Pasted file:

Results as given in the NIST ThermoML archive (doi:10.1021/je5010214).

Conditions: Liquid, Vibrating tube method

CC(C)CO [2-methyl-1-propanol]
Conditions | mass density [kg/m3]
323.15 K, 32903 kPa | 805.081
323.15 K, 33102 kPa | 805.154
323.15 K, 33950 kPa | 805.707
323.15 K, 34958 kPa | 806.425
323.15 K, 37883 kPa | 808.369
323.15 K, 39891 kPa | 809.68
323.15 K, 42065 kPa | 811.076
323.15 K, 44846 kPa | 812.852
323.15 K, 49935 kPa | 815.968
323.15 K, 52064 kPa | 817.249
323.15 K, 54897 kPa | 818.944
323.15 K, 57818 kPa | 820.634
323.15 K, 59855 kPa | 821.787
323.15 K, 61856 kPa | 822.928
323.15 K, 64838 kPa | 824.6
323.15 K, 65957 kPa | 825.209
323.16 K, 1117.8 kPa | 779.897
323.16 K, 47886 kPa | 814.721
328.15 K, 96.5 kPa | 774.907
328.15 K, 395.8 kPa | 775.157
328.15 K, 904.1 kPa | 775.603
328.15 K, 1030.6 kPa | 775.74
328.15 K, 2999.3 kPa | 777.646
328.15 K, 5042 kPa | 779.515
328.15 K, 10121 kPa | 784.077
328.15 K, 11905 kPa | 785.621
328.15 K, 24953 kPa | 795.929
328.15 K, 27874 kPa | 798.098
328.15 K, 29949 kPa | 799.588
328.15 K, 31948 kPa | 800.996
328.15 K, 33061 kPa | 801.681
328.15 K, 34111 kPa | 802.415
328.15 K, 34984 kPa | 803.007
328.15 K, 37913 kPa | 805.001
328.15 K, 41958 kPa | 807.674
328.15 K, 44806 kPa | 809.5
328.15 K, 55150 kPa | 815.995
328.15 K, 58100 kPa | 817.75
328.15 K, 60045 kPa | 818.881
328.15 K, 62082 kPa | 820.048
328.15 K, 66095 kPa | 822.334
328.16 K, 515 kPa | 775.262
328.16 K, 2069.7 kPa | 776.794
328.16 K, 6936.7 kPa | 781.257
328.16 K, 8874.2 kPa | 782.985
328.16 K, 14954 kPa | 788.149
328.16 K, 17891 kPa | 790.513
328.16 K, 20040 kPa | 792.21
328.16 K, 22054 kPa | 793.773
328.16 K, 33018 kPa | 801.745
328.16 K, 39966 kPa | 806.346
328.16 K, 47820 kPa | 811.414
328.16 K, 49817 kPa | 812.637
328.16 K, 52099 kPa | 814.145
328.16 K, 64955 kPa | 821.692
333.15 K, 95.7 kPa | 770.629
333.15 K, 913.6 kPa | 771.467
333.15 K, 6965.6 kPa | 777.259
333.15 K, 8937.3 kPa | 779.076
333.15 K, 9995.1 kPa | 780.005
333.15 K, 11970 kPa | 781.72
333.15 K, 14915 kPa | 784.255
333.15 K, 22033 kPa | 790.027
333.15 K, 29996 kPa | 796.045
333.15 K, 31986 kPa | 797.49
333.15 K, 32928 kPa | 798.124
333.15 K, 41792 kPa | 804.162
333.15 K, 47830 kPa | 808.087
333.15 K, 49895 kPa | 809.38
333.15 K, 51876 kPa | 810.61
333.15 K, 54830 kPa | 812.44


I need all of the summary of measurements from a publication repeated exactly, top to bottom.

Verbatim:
Results as given in the NIST ThermoML archive (doi:10.1021/je5010214).

Conditions: Liquid, Vibrating tube method

CC(C)CO [2-methyl-1-propanol]
Conditions | mass density [kg/m3]
323.15 K, 32903 kPa | 805.081
323.15 K, 33102 kPa | 805.154
323.15 K, 33950 kPa | 805.707
323.15 K, 34958 kPa | 806.425
323.15 K, 37883 kPa | 808.369
323.15 K, 39891 kPa | 809.68
323.15 K, 42065 kPa | 811.076
323.15 K, 44846 kPa | 812.852
323.15 K, 49935 kPa | 815.968
323.15 K, 52064 kPa | 817.249
323.15 K, 54897 kPa | 818.944
323.15 K, 57818 kPa | 820.634
323.15 K, 59855 kPa | 821.787
323.15 K, 61856 kPa | 822.928
323.15 K, 64838 kPa | 824.6
323.15 K, 65957 kPa | 825.209
323.16 K, 1117.8 kPa | 779.897
323.16 K, 47886 kPa | 814.721
328.15 K, 96.5 kPa | 774.907
328.15 K, 395.8 kPa | 775.157
328.15 K, 904.1 kPa | 775.603
328.15 K, 1030.6 kPa | 775.74
328.15 K, 2999.3 kPa | 777.646
328.15 K, 5042 kPa | 779.515
328.15 K, 10121 kPa | 784.077
328.15 K, 11905 kPa | 785.621
328.15 K, 24953 kPa | 795.929
328.15 K, 27874 kPa | 798.098
328.15 K, 29949 kPa | 799.588
328.15 K, 31948 kPa | 800.996
328.15 K, 33061 kPa | 801.681
328.15 K, 34111 kPa | 802.415
328.15 K, 34984 kPa | 803.007
328.15 K, 37913 kPa | 805.001
328.15 K, 41958 kPa | 807.674
328.15 K, 44806 kPa | 809.5
328.15 K, 55150 kPa | 815.995
328.15 K, 58100 kPa | 817.75
328.15 K, 60045 kPa | 818.881
328.15 K, 62082 kPa | 820.048
328.15 K, 66095 kPa | 822.334
328.16 K, 515 kPa | 775.262
328.16 K, 2069.7 kPa | 776.794
328.16 K, 6936.7 kPa | 781.257
328.16 K, 8874.2 kPa | 782.985
328.16 K, 14954 kPa | 788.149
328.16 K, 17891 kPa | 790.513
328.16 K, 20040 kPa | 792.21
328.16 K, 22054 kPa | 793.773
328.16 K, 33018 kPa | 801.745
328.16 K, 39966 kPa | 806.346
328.16 K, 47820 kPa | 811.414
328.16 K, 49817 kPa | 812.637
328.16 K, 52099 kPa | 814.145
328.16 K, 64955 kPa | 821.692
333.15 K, 95.7 kPa | 770.629
333.15 K, 913.6 kPa | 771.467
333.15 K, 6965.6 kPa | 777.259
333.15 K, 8937.3 kPa | 779.076
333.15 K, 9995.1 kPa | 780.005
333.15 K, 11970 kPa | 781.72
333.15 K, 14915 kPa | 784.255
333.15 K, 22033 kPa | 790.027
333.15 K, 29996 kPa | 796.045
333.15 K, 31986 kPa | 797.49
333.15 K, 32928 kPa | 798.124
333.15 K, 41792 kPa | 804.162
333.15 K, 47830 kPa | 808.087
333.15 K, 49895 kPa | 809.38
333.15 K, 51876 kPa | 810.61
333.15 K, 54830 kPa | 812.44